Where To Watch: Euro 20+1
So, a year later than planned, the Euros are here! But whilst everywhere with a screen is likely to show it, not all venues are created equal: with no faffing about, we sort through some of the better contenders…
*Please note that this list will be updated at timely intervals as and when more places go public with their plans and / or bother responding to their messages!
Furthermore, keep in mind that due to the ongoing pandemic (you haven’t forgotten that, have you?), reservations are advised in practically all recommended venues.
The Bulldog might divide expat opinion, but when it comes to televised matches then they know what they’re doing. Decked out like a traditional pub should be, it’ll likely draw a good mix of locals and foreigners.
Marriott Hotel, Jerzolimskie 65/79
The granddaddy of Warsaw’s sports bars is expecting a bumper rush of custom. Be warned, for premium games involving the national stadium and the later rounds, visitors will need to buy PLN 100 vouchers that can be redeemed in the form of drinks and food. Even featuring screens in the toilet, you won’t miss a kick.
A longstanding Insider favorite, this neighborly qualitap bar will zap matches on two screens: one of them being a projector covering the wall. Aiding the atmosphere will be nine craft taps from which a bad pint is utterly unknown.
As if a superb revolving roster of craft beers weren’t enough reason to visit, then find this beauty decked out with a couple of projectors that will show the matches inside a multi-level interior redolent of a disused power plant.
Already arguably the city’s best example of post-industrial conservation, this spectacular mixed use project will come of age this summer as it vies to become Warsaw’s favorite Euro destination! Eight screen await inside their atmospheric, neon-lit food hall, with the buzz heightened no doubt by the presence of their craft beer point and cocktail bars. Moreover, expect the action to spill outside where matches will be beamed onto a big screen looking onto the pristine, deckchair clad piazza.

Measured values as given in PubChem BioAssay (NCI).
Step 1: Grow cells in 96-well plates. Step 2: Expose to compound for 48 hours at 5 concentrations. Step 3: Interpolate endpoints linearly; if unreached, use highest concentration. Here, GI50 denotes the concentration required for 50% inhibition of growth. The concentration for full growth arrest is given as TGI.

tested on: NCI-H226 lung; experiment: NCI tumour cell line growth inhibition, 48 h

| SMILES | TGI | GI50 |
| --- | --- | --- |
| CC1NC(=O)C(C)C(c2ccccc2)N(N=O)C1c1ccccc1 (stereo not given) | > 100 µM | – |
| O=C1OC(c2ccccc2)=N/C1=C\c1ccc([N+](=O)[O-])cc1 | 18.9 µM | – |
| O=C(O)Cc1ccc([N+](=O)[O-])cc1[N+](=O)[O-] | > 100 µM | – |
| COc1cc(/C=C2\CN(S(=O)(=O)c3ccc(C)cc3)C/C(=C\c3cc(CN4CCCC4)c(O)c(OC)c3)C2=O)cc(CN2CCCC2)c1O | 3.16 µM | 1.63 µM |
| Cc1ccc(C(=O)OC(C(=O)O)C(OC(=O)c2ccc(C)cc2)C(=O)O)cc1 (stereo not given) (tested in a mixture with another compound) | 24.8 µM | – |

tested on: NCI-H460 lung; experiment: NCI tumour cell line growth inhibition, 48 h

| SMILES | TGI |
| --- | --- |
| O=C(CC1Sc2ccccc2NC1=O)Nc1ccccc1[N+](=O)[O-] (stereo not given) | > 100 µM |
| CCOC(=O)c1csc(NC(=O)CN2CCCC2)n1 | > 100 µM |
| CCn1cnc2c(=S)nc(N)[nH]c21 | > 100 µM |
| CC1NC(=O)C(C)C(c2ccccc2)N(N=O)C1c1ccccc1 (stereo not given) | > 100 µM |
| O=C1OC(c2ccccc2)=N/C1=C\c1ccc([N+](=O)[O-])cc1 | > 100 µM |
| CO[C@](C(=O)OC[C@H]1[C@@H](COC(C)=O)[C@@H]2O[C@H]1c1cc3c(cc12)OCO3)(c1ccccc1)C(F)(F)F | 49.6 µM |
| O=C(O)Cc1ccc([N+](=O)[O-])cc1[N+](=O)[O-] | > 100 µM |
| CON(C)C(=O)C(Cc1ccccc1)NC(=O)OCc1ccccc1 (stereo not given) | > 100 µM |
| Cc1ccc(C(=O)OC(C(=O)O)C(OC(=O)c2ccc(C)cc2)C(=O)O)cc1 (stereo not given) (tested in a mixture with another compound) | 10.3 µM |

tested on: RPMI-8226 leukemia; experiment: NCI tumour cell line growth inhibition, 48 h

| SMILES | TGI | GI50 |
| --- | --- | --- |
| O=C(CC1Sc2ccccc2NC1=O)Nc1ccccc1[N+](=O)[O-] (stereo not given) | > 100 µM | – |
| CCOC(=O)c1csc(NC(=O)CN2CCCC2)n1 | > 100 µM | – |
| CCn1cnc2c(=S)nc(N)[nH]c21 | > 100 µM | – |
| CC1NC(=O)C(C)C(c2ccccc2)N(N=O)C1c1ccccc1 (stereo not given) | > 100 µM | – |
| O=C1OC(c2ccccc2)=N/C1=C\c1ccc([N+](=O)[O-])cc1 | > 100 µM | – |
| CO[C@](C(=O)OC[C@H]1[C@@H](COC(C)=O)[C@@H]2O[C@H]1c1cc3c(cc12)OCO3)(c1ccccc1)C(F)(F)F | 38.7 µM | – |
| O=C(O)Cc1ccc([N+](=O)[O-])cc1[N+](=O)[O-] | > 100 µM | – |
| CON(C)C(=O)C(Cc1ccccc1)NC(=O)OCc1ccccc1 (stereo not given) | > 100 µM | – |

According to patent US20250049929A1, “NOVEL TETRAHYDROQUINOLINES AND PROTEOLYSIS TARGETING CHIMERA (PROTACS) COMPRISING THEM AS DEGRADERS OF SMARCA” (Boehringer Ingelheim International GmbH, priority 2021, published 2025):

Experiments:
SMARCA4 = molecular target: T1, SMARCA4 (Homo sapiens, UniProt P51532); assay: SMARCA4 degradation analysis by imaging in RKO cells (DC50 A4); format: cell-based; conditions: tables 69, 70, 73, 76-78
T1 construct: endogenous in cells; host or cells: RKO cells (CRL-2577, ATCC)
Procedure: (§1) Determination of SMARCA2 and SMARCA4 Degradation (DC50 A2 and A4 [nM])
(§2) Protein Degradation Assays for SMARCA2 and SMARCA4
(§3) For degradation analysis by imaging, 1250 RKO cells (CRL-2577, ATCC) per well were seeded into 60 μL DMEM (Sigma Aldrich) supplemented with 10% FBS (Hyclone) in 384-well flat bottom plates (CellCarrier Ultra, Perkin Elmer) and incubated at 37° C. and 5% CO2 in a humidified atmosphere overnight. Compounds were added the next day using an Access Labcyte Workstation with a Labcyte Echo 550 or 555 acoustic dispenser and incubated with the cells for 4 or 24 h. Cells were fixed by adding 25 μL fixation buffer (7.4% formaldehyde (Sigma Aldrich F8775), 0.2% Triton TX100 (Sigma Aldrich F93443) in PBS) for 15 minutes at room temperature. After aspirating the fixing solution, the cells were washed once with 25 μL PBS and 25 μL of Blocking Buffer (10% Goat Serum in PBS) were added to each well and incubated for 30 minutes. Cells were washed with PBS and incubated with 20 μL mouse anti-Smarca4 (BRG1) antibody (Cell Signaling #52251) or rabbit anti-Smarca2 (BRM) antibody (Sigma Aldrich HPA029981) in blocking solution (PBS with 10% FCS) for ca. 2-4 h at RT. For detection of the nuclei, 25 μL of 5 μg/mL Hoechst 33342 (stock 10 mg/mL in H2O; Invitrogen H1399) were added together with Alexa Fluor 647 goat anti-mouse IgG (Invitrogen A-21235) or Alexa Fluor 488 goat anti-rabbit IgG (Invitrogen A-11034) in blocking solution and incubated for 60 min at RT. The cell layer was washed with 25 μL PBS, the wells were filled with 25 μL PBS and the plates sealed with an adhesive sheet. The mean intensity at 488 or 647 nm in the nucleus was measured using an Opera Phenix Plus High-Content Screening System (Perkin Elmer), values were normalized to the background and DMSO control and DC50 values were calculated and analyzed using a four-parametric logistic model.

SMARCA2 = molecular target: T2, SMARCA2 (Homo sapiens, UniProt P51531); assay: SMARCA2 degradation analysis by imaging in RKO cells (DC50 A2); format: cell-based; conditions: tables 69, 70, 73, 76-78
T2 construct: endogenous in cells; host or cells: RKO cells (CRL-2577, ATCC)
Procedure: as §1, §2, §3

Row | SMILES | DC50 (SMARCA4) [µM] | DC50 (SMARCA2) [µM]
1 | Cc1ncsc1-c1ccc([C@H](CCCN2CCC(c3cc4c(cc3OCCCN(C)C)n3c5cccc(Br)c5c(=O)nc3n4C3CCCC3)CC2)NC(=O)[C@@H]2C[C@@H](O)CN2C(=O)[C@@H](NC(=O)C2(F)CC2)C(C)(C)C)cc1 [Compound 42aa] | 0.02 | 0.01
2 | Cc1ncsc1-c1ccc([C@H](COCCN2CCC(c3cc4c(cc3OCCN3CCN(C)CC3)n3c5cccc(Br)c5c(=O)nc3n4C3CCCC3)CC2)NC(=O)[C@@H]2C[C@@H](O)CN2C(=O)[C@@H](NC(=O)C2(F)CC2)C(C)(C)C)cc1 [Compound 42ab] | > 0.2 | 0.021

ul. Fort Służew 1B
The penchant for reviving historical addresses and filling them with food and drink concepts has become a nationwide fixation, and Fort 8 stands as an example to all. Set at the point where Ursynów, Mokotów and Wilanów all meet, this 19th century Tsarist barracks has been buffed up spectacularly and its vaulted units infilled with workshops, stores and restaurants – these include Nama Sushi, and they’ll be showing all the games.
Żurawia 32/34 (enter from Parkingowa)
Serving the exotic beers of the Hopito brewery, as well as a number of other experimental Polish breweries, visit also for Neapolitan pizzas made using imported ingredients and maverick toppings. Young at heart, this newbie has put the FUN back into Warsaw’s craft scene. Promising to show every match, expect a perfect storm of top-quality pizza, beer and (hopefully) football.
Often lauded as Warsaw’s best tap bar, Jabbers will also be showing all televised matches and compounding the magic combination of beer and football with the added thrill of pizza – woop!
E. Plater 25
The most authentic British bar in town comes complete with a few Merseyside trimmings: a picture of The Beatles and a genuine Evertonian behind the bar! That’s Graham, a scouse football nut who’ll happily give you his take on the state of the game. See you at the bar!
ul. Rokitnicka 20 (Pole Mokotowskie)
You simply can’t NOT mention Lolek. A boisterous legend with a park setting, Flintstone-style interiors, roaring fire pit and shaky benches, it’s already booking out fast for the bigger clashes.
There is no official city sanctioned Fan Zone this year, but the National Stadium will open on the 19th for Poland’s game against Spain. Four screens will show the match, with approximately 30,000 tickets available for free to those that download them at strefakibica.com. If it all proves successful, officials have not ruled out repeating the exercise.
Open from Friday through to Sunday evening, this new outdoor food hub has a deliciously raw vibe helped along by its arty Praga crowd, chipped backdrop and delicious street food smells. And, as expected, find some fab beers from Poland’s upcoming craft producers. You’ll be watching on deckchairs in a cool, friendly atmosphere that feels almost feels carnival in its spirit.
Having seen their plans for an October launch thwarted by covid, Pinta are finally up and running – and not a moment too soon. Taking the space once occupied by the ill-fated Mikkeller Bar, Pinta’s flagship bears many of the hallmarks of the previous tenant: a pared down Scandi design set across two glass-fronted floors round the back of Chmielna – and the beer from this revolutionary brewery deserves the rave reviews. It’s a top choice for the match!
Pomost 511 / Fala – Pawilon nad Wisłą
Płyta Desantu 3
The Wisła riverfront has also got involved, and the primary beeline will lead directly here. Promising “the largest screen on the riverfront”, it’s success is guaranteed. At weekends, the presence of a slow food market should add further incentive to visit.
Craft beers galore and big screen football inside one of Warsaw’s better looking tap bars.
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